Editorials have always been a part of the news cycle. A certain amount of opinion is necessary to get the pulse of a nation. But the editorial has evolved from a single page in the Sunday paper to iconic commentators who have managed to eclipse the issues they speak on. Rush Limbaugh was one of the first superstar radio talk show hosts. His strong conservative opinions reach millions and he is seen, by many of his listeners, as the final word on all things political. But his opinions are not news, they are not mainstream and, some, are not even based on fact. Remember, he is the one who played the song, “Barack the Magic Negro” on his program.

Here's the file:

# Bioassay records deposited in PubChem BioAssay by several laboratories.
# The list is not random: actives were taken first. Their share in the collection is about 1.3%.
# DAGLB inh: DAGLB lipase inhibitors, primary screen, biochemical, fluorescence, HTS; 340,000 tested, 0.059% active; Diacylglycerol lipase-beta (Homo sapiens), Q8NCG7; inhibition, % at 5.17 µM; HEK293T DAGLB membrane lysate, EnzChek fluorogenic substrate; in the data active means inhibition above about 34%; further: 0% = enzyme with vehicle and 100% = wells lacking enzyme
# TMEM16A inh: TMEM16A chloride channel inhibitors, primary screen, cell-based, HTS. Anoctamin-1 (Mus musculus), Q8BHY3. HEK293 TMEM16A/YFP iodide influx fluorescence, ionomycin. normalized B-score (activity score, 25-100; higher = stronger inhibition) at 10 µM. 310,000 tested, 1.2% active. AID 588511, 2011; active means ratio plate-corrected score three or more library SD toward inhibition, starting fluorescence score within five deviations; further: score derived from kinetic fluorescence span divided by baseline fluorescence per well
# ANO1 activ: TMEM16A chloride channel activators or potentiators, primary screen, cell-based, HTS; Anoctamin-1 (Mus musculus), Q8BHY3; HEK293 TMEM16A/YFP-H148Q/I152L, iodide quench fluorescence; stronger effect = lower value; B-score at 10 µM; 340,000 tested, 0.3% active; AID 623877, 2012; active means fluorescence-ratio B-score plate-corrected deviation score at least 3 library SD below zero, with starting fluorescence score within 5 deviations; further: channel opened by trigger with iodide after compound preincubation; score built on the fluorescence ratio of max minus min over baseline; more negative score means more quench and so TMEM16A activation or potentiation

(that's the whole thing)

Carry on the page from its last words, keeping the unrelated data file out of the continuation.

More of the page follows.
Fox news is another outlet that masks opinion as news. Never in my lifetime has there been a news network that has worked so successfully to be the propaganda wing of a political party. They show unflinching support of the conservative way of life to the point of attacking the Muppets for their stand on corporate America. Fox Business Channel host, Eric Bolling, said on air, “It’s amazing how far the left will go just to manipulate your kids, to convince them, give the anti-corporate message. Hollywood, the left, the media, they hate the oil industry. They hate corporate America.” The attack on the Muppets may have made prime time but it made little sense. Claiming that Hollywood hates corporate America is a lot like saying General Electric hates corporate America. Only an editorialist with an agenda would conveniently forget that film studios are a part of corporate America. When a movie like Toy Story 3 makes over a $1,000,000,000 worldwide, it should be hard to claim Disney is anti-capitalism. But Bolling did just that and no one called him on it. In spite of the fact that The Muppets (2011) was a Disney release, Fox claimed that “Hollywood” was indoctrinating our children in their left-wing agenda. Disney owns 10 TV stations, a dozen or so networks if you count ESPN as one network instead of 13. They own movie studios, restaurants, radio stations, merchandising companies and, if my memory serves, they have a couple of popular theme parks. And yet, somehow, Disney is anti-capitalism. News and opinion collide in a cloud of false outrage.